Amisos, otherwise known as Samsunta by Greeks, is today’s Samsun, a city situated on the shoreline of the historic region of Pontus, in today’s Turkey. The name Samsunta is derived from Amisos; Eis Amison (towards Amisos) -> s’Amison -> s’Amson -> Samsunta. There are also other variants of the name including; Simisso (Genoese), Aminsos (Byzantine) and Misso (Roman). The Turks today call it Samsun.
The city was colonised by the Ionians of Sinope or the Miletians in the 8th century BC. Due to its location it played an important role both politically and economically during the Hellenistic, Roman and Byzantine periods. The city was also one of Mithradates’ major cities.
During its time under Turkish rule and up until the middle of the 19th century it was nothing more than an insignificant town. Things changed dramatically for Amisos after the Crimean War (1856). Many contributed to its growth. The rise in use of steamships and sea navigation in the Euxine contributed to the growth of many cities including Amisos. Later it was the fertility of its land and the geographic location of the town which attracted Greek merchants and tradespeople who brought their trade with them. In this way the Greek community began to flourish and included Greeks from neighbouring Trebizond, Oinoi, Cappadocia, Constantinople as well as other Greeks from Greece itself.
The Greek Orthodox cathedral of Hagia Triada (Holy Trinity). To the left of the church was a boys' school and to the right a girls' school. Read more
The town reached its trade and economic peak when the population of the region started working exclusively in the cultivation of tobacco. The quality of tobacco in the Amisos region is the best in all of Turkey. Within 30-40 years the Greek population of Amisos not only increased in number but also grew in economic wealth. Amisos was to also attract many Europeans primarily due to its monopoly in tobacco trade.
By 1910, the Greeks, Armenians, or Franks controlled no fewer than 142 of the town’s 156 businesses and 85% of the share of the Bafran tobacco market.1 The once insignificant Anatolian town had now been transformed into a transit destination point for European goods for transport to the Anatolian interior, as well as the point from where local products was exported to Europe. This gives an indication as to how the town grew economically and politically towards the end of the 19th and the beginning of the 20th centuries.
The catholic church Mater Dolorosa of Samsun.
The population statistics of the town are not exact however, according to the Encyclopedia of Pontian Hellenism (Malliaris 1992) in the year 1900 the town had a population of 22,000 made up of 10,000 Turks, 9,000 Greeks, 2,000 Armenians and other minorities while in 1914 the town was made up of 40,000 residents which comprised 20,000 Greeks, 16,500 Turks, 2,000 Armenians and 1,500 other ethnicities.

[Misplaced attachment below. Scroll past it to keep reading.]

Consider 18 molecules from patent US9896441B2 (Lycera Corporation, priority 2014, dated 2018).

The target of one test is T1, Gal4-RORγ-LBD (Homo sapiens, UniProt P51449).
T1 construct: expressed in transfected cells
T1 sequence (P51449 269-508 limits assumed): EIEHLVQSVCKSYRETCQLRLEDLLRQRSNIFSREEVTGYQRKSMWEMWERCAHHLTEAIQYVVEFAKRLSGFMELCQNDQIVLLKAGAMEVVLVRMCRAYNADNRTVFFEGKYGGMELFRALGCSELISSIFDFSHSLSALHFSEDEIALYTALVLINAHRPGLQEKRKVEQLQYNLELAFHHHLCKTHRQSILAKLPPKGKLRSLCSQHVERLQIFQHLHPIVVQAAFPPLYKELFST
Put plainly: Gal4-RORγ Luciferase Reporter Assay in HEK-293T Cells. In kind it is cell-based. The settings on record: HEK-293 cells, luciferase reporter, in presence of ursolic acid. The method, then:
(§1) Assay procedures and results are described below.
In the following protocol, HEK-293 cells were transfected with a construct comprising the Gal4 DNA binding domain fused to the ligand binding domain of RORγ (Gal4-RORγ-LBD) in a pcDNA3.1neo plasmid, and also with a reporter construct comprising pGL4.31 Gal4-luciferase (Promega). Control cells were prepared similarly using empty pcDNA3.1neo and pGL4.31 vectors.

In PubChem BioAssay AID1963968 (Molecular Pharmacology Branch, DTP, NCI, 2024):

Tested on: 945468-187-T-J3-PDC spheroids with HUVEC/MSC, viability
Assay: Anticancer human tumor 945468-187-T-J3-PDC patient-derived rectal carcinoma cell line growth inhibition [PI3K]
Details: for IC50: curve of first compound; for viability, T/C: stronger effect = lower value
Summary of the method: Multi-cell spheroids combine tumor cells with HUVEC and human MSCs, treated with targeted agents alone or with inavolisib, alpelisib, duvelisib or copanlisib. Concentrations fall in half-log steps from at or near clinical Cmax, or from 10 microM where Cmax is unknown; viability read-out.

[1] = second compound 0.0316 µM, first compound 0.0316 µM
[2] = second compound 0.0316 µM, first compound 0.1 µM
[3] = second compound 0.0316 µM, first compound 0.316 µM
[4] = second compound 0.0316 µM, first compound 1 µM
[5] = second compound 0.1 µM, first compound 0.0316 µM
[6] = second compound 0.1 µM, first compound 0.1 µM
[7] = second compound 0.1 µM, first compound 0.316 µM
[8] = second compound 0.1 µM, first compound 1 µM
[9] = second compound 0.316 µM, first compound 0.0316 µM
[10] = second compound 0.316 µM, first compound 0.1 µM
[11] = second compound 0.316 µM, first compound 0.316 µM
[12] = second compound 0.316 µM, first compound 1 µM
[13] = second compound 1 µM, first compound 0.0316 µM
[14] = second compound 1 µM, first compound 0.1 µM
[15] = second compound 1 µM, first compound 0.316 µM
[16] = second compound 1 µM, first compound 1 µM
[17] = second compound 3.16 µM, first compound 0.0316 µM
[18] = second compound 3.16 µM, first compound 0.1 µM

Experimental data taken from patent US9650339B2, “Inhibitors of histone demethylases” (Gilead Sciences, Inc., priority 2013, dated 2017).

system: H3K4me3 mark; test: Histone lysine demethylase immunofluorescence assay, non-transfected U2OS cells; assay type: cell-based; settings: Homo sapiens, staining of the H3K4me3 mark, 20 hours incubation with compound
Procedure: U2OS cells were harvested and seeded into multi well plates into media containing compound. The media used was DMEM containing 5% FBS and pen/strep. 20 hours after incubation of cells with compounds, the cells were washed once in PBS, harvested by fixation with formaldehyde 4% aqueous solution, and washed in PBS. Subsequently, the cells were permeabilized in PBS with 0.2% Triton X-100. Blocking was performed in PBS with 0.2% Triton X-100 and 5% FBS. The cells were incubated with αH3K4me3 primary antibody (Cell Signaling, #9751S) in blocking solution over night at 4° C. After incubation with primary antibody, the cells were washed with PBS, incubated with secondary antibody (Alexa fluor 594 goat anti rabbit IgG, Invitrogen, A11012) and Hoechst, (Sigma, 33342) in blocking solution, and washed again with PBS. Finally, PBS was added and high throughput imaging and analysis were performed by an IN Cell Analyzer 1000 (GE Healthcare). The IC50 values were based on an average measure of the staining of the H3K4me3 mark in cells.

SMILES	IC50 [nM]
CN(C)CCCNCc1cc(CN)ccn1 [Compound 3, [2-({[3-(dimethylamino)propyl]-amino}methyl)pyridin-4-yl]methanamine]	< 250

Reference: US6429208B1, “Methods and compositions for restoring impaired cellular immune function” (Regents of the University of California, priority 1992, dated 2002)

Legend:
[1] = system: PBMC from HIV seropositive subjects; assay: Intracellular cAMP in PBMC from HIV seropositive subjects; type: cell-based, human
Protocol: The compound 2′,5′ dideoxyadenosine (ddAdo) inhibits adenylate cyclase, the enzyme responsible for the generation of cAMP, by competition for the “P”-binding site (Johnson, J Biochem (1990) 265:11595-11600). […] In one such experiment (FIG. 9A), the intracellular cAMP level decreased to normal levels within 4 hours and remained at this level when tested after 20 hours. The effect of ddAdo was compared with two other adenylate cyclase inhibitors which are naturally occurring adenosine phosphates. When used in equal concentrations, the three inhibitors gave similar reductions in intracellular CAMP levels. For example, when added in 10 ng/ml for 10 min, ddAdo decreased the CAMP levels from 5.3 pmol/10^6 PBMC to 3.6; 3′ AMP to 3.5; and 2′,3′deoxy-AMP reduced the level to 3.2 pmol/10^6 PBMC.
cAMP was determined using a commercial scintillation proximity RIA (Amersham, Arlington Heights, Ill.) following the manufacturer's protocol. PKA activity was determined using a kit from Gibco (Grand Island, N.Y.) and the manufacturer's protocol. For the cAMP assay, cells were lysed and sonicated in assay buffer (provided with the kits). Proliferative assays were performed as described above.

According to the 1914 Ottoman census, the Sanjak of Canik (Samsun) which incorporated Samsun, Unye, Bafra, Fatsa, Carsamba and Terme comprised 98,739 Greek Orthodox residents out of a total of 393,302 in other words 24.9% of the population. Samsun itself comprised 54,709 Greek Orthodox residents out of a total of 105,044 in other words 52% of the population.
After 1914 the Greek and Armenian populations was to dwindle considerably due to organised death marches and other methods used by Ottoman or Kemalist authorities during the Greek and Armenian Genocides. The Christian populations suffered extreme hardships over a period spanning almost a decade (1914-1923). Of the 20,000 Greeks few managed to survive the genocide. Those who did were sent to Athens, Pireaus, Salonica and other destinations in Greece as part of the Exchange of Populations.
It’s worth noting the Greek community’s achievements in education and communal life up until then.
In 1914, the town comprised a kindergarten with 500 children, a 7-grade primary school (400 students) a high school (200 students) as well as a 7-grade girl’s school (400 students).
There were also the following community organisations;
The Charitable Brotherhood ‘Orthodoxia’
The Charitable brotherhood of Gentlemen
The Pan-Euxinus Greek Society ‘Αναγέννησις’ (an athletics organisation which organised the athletic games of 28-29 June 1909 between all the athletic clubs of Pontus).
There was also:
The Music Society ‘Orpheus’
The Greek Merchants Club
The Brotherhood ‘Πατριάρχης Φώτιος ο Ομολογητής’
The Political Society ‘Pericles’
The Society of Oinoians
The Society of Sinope
The Society of Tobacco Workers.
Amisos also published the Greek newspaper Φως (Light) first weekly and later bi-weekly (1912-1914). Today Amisos (called Samsun) is one of the most populated of all the sea side cities on the Black Sea coast of Turkey with a population of 500,000.
1. Anthony Bryer. The Byzantine Monuments and Topography of the Pontos. Dumbarton Oaks, p 94.
The Encyclopaedia of Pontian Hellenism